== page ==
Men Are In Desperate Need of the Church

Our culture launches a brutal assault against men. It comes from two different fronts with seemingly contradictory attacks. The first is the radical form of feminism that has grown in prominence over the course of the last 40-50 years. This radical feminism spreads the narrative that men are sexist, pigs, brutish, predatory, inferior, barbaric and on and on. Social media is filled with these kinds of vile mischaracterizations of men that go after the jugular of masculinity. Watch closely in your favorite sitcom: the wife is usually the strong intelligent leader of the family while the husband is a bumbling idiot.

On the other front, we have a culture that is obsessed with hedonism in which men are told to lust freely after women, or men. Pornography is normal, as are things like masturbation, adultery, and promiscuity. The massive pornography industry, along with the advertising industry, has exploited and profited off of the visual tendency of men. These images are everywhere, from social media to television to grocery stores to billboards. It is impossible to avoid it. Lust isn’t just an issue outside of the Church, as much as we would like to think so, to our own detriment. This is happening in our own pews. Far too many of our brothers in Christ are waging a terrible battle and we largely ignore their struggles, either out of ignorance, because we have taken on the culture’s view of men, fear, naivete, or apathy.

The failure of finding authentic masculinity and femininity 

In the wake of Vatican II — while far too many people greatly misread, misapplied, and distorted conciliar documents such as Gaudium et Spes —radical feminism found sway within the Church. A great project to feminize the Church began, and while the Church needed to embrace authentic femininity, in many corners it has largely disregarded its own heritage and applied cultural principles of feminism as opposed to the theological understanding of feminism so beautifully taught by St. John Paul II in Mulieris Dignitatem and his Theology of the Body. Instead, many women took the helm on far too many projects and left men to their own devices; everything has to have a female touch and typical masculine traits are discouraged.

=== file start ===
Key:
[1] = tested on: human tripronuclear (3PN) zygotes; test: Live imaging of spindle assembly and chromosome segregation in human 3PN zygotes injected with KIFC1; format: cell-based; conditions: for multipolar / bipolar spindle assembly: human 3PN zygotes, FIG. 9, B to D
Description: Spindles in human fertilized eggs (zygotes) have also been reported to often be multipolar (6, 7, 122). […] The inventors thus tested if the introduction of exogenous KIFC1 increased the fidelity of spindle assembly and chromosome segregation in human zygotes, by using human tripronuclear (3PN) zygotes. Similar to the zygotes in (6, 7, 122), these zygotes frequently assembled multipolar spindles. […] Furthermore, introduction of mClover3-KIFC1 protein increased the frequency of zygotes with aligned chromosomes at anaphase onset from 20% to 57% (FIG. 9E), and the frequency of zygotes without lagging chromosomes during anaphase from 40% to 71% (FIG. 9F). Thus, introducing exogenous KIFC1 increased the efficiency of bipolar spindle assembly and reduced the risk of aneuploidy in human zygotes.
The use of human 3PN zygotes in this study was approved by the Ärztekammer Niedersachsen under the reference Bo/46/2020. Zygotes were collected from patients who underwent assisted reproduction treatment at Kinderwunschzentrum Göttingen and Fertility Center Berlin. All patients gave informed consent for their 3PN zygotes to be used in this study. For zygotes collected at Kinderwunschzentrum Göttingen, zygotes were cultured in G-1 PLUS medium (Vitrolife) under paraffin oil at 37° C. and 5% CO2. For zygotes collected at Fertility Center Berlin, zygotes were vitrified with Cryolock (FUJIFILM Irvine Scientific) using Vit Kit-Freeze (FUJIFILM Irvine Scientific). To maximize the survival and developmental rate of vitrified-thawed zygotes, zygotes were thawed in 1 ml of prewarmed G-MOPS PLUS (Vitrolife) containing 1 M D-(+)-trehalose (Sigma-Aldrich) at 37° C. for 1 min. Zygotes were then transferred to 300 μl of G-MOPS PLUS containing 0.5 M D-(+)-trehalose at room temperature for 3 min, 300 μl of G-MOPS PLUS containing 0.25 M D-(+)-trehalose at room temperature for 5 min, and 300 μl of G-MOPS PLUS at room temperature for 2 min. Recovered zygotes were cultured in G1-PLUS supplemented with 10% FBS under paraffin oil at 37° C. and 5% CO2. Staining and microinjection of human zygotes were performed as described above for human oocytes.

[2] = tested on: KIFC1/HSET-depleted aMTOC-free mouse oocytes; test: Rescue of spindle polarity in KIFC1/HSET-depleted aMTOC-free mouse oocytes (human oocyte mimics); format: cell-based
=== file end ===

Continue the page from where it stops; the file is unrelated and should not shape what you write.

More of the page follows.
Everything needs a balance of authentic masculinity and femininity which find their perfection in the Blessed Trinity. God is pure spirit. The “He” is found in the relations of the Persons of the Blessed Trinity, not in a biological sex or gender (St. Thomas Aquinas). God has revealed Himself to us as a relation of Divine Persons: Father, Son, and Holy Spirit. The Church’s understanding has always been that the sexes are equal in dignity by virtue of being made imago Dei, but differ at a biological and an ontological (the level of being, existence, reality) level in their masculinity and femininity. Both sexes possess masculine and feminine traits, but each of the sexes embodies these traits not only physically, but spiritually. Biological sex is also a reflection of spiritual realities. The Church is not either/or, she is a both/and in her teaching. The Church is the only vestige left that embraces authentic femininity and masculinity.

Men by virtue of their masculinity—and this is a great good—are defenders, protectors, providers, and deeply oriented towards ritual. I know this not only as a Catholic, but as a U.S. Navy Veteran. These traits are universal and, while our culture seeks to tear down the qualities that make men men, we have an obligation as Catholics to live in conformity to truth and reality. Men have a very distinct and crucial role to play in the Church. It is time we stop expecting men to be anything other then men. It is time to start allowing men to participate in the life of the Church through their distinct expressions of masculinity.

The cancer of pornography

On the other end of the spectrum is the repeated call for men to give in to their base desires through disordered sexuality. This ranges from the use of pornography for masturbation to adultery to promiscuity to homosexuality. In our culture, men are inundated with images that are meant to make them think of sex non-stop. Even a cursory reading of the daily news on the Internet can contain advertisements related to pornography. The grocery store checkout lines are stocked with magazines depicting scantily clad women, which may not meet the definition of pornography, but still carry a similar message about objectifying women.